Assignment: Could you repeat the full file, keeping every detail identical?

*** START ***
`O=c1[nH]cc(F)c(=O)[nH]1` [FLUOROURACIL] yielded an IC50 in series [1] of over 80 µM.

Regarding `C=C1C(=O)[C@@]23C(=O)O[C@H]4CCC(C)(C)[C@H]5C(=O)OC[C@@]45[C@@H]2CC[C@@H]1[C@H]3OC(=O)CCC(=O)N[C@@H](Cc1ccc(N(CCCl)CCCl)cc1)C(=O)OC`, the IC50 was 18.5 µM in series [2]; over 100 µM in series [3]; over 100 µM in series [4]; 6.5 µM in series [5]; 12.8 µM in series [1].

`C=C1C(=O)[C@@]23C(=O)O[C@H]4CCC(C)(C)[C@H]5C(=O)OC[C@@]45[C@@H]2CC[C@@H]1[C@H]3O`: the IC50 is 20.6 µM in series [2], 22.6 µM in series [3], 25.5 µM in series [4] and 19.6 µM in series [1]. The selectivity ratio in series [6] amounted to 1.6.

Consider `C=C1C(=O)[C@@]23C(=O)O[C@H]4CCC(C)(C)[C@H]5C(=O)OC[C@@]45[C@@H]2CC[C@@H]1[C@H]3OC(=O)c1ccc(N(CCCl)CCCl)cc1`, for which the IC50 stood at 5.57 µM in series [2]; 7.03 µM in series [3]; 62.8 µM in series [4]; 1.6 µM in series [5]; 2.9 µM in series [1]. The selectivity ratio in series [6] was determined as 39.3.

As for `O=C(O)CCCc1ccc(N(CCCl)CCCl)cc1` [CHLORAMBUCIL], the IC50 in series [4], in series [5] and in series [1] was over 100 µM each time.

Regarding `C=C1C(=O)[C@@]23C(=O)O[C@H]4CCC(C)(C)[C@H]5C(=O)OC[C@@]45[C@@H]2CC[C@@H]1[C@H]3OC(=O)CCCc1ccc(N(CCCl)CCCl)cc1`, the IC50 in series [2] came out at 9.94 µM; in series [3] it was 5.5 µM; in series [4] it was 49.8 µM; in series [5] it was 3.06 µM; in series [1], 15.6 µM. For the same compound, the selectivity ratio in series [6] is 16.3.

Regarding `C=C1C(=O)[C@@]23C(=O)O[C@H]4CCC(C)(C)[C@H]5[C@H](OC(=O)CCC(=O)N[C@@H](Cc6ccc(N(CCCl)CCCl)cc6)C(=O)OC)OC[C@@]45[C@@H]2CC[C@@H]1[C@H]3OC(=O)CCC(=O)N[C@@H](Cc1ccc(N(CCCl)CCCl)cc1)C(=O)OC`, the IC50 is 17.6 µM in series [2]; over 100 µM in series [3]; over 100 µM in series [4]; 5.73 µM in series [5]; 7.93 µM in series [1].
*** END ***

`O=c1[nH]cc(F)c(=O)[nH]1` [FLUOROURACIL] yielded an IC50 in series [1] of over 80 µM.

Regarding `C=C1C(=O)[C@@]23C(=O)O[C@H]4CCC(C)(C)[C@H]5C(=O)OC[C@@]45[C@@H]2CC[C@@H]1[C@H]3OC(=O)CCC(=O)N[C@@H](Cc1ccc(N(CCCl)CCCl)cc1)C(=O)OC`, the IC50 was 18.5 µM in series [2]; over 100 µM in series [3]; over 100 µM in series [4]; 6.5 µM in series [5]; 12.8 µM in series [1].

`C=C1C(=O)[C@@]23C(=O)O[C@H]4CCC(C)(C)[C@H]5C(=O)OC[C@@]45[C@@H]2CC[C@@H]1[C@H]3O`: the IC50 is 20.6 µM in series [2], 22.6 µM in series [3], 25.5 µM in series [4] and 19.6 µM in series [1]. The selectivity ratio in series [6] amounted to 1.6.

Consider `C=C1C(=O)[C@@]23C(=O)O[C@H]4CCC(C)(C)[C@H]5C(=O)OC[C@@]45[C@@H]2CC[C@@H]1[C@H]3OC(=O)c1ccc(N(CCCl)CCCl)cc1`, for which the IC50 stood at 5.57 µM in series [2]; 7.03 µM in series [3]; 62.8 µM in series [4]; 1.6 µM in series [5]; 2.9 µM in series [1]. The selectivity ratio in series [6] was determined as 39.3.

As for `O=C(O)CCCc1ccc(N(CCCl)CCCl)cc1` [CHLORAMBUCIL], the IC50 in series [4], in series [5] and in series [1] was over 100 µM each time.

Regarding `C=C1C(=O)[C@@]23C(=O)O[C@H]4CCC(C)(C)[C@H]5C(=O)OC[C@@]45[C@@H]2CC[C@@H]1[C@H]3OC(=O)CCCc1ccc(N(CCCl)CCCl)cc1`, the IC50 in series [2] came out at 9.94 µM; in series [3] it was 5.5 µM; in series [4] it was 49.8 µM; in series [5] it was 3.06 µM; in series [1], 15.6 µM. For the same compound, the selectivity ratio in series [6] is 16.3.

Regarding `C=C1C(=O)[C@@]23C(=O)O[C@H]4CCC(C)(C)[C@H]5[C@H](OC(=O)CCC(=O)N[C@@H](Cc6ccc(N(CCCl)CCCl)cc6)C(=O)OC)OC[C@@]45[C@@H]2CC[C@@H]1[C@H]3OC(=O)CCC(=O)N[C@@H](Cc1ccc(N(CCCl)CCCl)cc1)C(=O)OC`, the IC50 is 17.6 µM in series [2]; over 100 µM in series [3]; over 100 µM in series [4]; 5.73 µM in series [5]; 7.93 µM in series [1].